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What can Josh Thole teach the Leafs about their backup goalie situation?

The Leafs had a great backup goalie situation in 2017-18. They had a surprisingly successful Curtis McElhinney, a recently acquired Calvin Pickard, who’d shown success at the NHL level, and Garret Sparks, who was absolutely on a tear in the AHL.

Now, they’ve managed to keep just one of three, with Curtis McElhinney and Calvin Pickard being claimed on waivers.

Leafs lose both Pickard and McElhinney on waivers

Whatever the Leafs decided to do, barring a trade or keeping three goalies up, the writing was always on the wall that the Leafs could be losing a couple of their goalies. They’re left playing a goalie who has a fantastic AHL resume, but looked completely overmatched in his last NHL appearance.

And you KNOW the takes have already come out. Kyle doesn’t know what he’s doing. The Leafs can’t and they won’t. Horrid asset management, etc.

Garret Sparks could be great. Could be terrible. Everyone’s really just  guessing how he’ll do in this go around.

Of course, this reminds me of another backup… former Blue Jay Josh Thole.

My goodness, was he abysmal. In four years in Toronto, he put up an OPS (on-base plus slugging percentage, a catch-all statistic to determine a batter’s value) of .522, which would rank him 63/68 catchers if he were playing in the 2018 season. As you can see, it’s not hard to tell why he doesn’t have an MLB job anymore.

Thole was the source of constant anger and ire from the Jays fanbase.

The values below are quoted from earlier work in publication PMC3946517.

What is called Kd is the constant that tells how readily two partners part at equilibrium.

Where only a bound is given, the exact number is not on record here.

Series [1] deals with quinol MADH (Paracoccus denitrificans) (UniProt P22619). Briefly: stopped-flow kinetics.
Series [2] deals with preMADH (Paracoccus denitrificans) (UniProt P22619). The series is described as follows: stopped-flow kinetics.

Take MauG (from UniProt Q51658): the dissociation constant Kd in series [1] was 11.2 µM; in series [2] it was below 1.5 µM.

Do you know how many playoff appearances Thole made in 2015 and 2016, on a team that made the American League Championship Series twice?

A grand total of zero.

Offering his take on Thole and backup catchers in general is Andrew Stoeten, former Blue Jays Nation Managing Editor and Jays writer for The Athletic:

Fans stress out about backup catchers generally because they don’t appreciate how bad they all are, or how difficult and rare it is to find genuinely elite talent behind the plate. I can’t blame ordinary fans for not looking too closely at league-wide backup catcher trends, so I guess I get it when they narrow their focus on their own team’s backup and insist he’s not pulling his weight, but that’s everybody. It was especially bad when the Jays had Josh Thole a couple years back, because a lot of his value came from a skill (catching R.A. Dickey’s knuckleball) that wasn’t quantifiable.

There may not be a great parallel to that in hockey, but the bottom line is that if you’re a team, it’s really just a matter of picking your poison, because they’re all flawed in some pretty significant ways. If they weren’t they’d be starting.

So what’s the point of this? Garret Sparks could be Josh Thole, as he showed in his NHL stint. He could be this year’s Luke Maile, who led all backup catchers in both OPS and WAR, (wins above replacement), which was more like his fantastic AHL year.

But if the Leafs really need to hinge the success on their season based on their backup goalie, they’ve probably got bigger problems. Garret Sparks shouldn’t (and probably won’t be) playing come playoff time, and if he’s such a liability that he’s sewering the Leafs’ season, well, the Leafs’ management group has some work to do.

 

 

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  • Matmarwill

    I suppose that josh thole is an amusing comparable. However, i dont think thole had the impressive success in the minor leagues that sparks has had. Sparks comes off a championship. Best tender in AAA. He has been developed/trained to do what it takes to succeed. Should we be surprised when he succeeds at his new role?